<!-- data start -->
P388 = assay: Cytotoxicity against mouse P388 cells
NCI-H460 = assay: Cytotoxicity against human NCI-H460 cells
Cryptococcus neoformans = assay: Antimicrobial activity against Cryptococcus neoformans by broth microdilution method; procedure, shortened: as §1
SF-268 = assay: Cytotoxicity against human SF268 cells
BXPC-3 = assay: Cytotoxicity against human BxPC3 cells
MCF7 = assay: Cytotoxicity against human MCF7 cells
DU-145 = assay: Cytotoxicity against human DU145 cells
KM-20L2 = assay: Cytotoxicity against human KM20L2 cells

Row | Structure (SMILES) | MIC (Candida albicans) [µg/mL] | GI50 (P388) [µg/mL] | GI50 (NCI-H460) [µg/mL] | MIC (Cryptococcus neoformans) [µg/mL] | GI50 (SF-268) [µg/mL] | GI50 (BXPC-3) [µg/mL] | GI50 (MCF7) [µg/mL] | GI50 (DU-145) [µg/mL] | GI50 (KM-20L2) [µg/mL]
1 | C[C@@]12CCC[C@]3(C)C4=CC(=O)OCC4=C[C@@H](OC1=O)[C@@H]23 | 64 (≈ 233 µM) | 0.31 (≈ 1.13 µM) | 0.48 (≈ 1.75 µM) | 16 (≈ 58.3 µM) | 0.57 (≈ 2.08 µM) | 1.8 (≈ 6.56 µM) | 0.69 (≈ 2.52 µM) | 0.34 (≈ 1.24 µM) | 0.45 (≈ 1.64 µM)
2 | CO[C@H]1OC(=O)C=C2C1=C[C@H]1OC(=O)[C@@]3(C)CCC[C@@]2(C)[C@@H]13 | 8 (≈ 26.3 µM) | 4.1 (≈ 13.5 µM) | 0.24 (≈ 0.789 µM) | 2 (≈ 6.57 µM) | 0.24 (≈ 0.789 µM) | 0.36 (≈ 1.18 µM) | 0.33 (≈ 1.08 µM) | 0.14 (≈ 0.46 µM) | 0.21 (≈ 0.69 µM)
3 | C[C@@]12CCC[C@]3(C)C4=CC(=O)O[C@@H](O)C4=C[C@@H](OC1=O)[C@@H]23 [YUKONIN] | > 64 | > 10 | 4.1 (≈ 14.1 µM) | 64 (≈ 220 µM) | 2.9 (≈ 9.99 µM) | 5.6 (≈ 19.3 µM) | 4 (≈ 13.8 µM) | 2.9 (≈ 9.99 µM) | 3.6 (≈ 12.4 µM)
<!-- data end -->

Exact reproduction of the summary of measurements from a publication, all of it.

P388 = assay: Cytotoxicity against mouse P388 cells
NCI-H460 = assay: Cytotoxicity against human NCI-H460 cells
Cryptococcus neoformans = assay: Antimicrobial activity against Cryptococcus neoformans by broth microdilution method; procedure, shortened: as §1
SF-268 = assay: Cytotoxicity against human SF268 cells
BXPC-3 = assay: Cytotoxicity against human BxPC3 cells
MCF7 = assay: Cytotoxicity against human MCF7 cells
DU-145 = assay: Cytotoxicity against human DU145 cells
KM-20L2 = assay: Cytotoxicity against human KM20L2 cells

Row | Structure (SMILES) | MIC (Candida albicans) [µg/mL] | GI50 (P388) [µg/mL] | GI50 (NCI-H460) [µg/mL] | MIC (Cryptococcus neoformans) [µg/mL] | GI50 (SF-268) [µg/mL] | GI50 (BXPC-3) [µg/mL] | GI50 (MCF7) [µg/mL] | GI50 (DU-145) [µg/mL] | GI50 (KM-20L2) [µg/mL]
1 | C[C@@]12CCC[C@]3(C)C4=CC(=O)OCC4=C[C@@H](OC1=O)[C@@H]23 | 64 (≈ 233 µM) | 0.31 (≈ 1.13 µM) | 0.48 (≈ 1.75 µM) | 16 (≈ 58.3 µM) | 0.57 (≈ 2.08 µM) | 1.8 (≈ 6.56 µM) | 0.69 (≈ 2.52 µM) | 0.34 (≈ 1.24 µM) | 0.45 (≈ 1.64 µM)
2 | CO[C@H]1OC(=O)C=C2C1=C[C@H]1OC(=O)[C@@]3(C)CCC[C@@]2(C)[C@@H]13 | 8 (≈ 26.3 µM) | 4.1 (≈ 13.5 µM) | 0.24 (≈ 0.789 µM) | 2 (≈ 6.57 µM) | 0.24 (≈ 0.789 µM) | 0.36 (≈ 1.18 µM) | 0.33 (≈ 1.08 µM) | 0.14 (≈ 0.46 µM) | 0.21 (≈ 0.69 µM)
3 | C[C@@]12CCC[C@]3(C)C4=CC(=O)O[C@@H](O)C4=C[C@@H](OC1=O)[C@@H]23 [YUKONIN] | > 64 | > 10 | 4.1 (≈ 14.1 µM) | 64 (≈ 220 µM) | 2.9 (≈ 9.99 µM) | 5.6 (≈ 19.3 µM) | 4 (≈ 13.8 µM) | 2.9 (≈ 9.99 µM) | 3.6 (≈ 12.4 µM)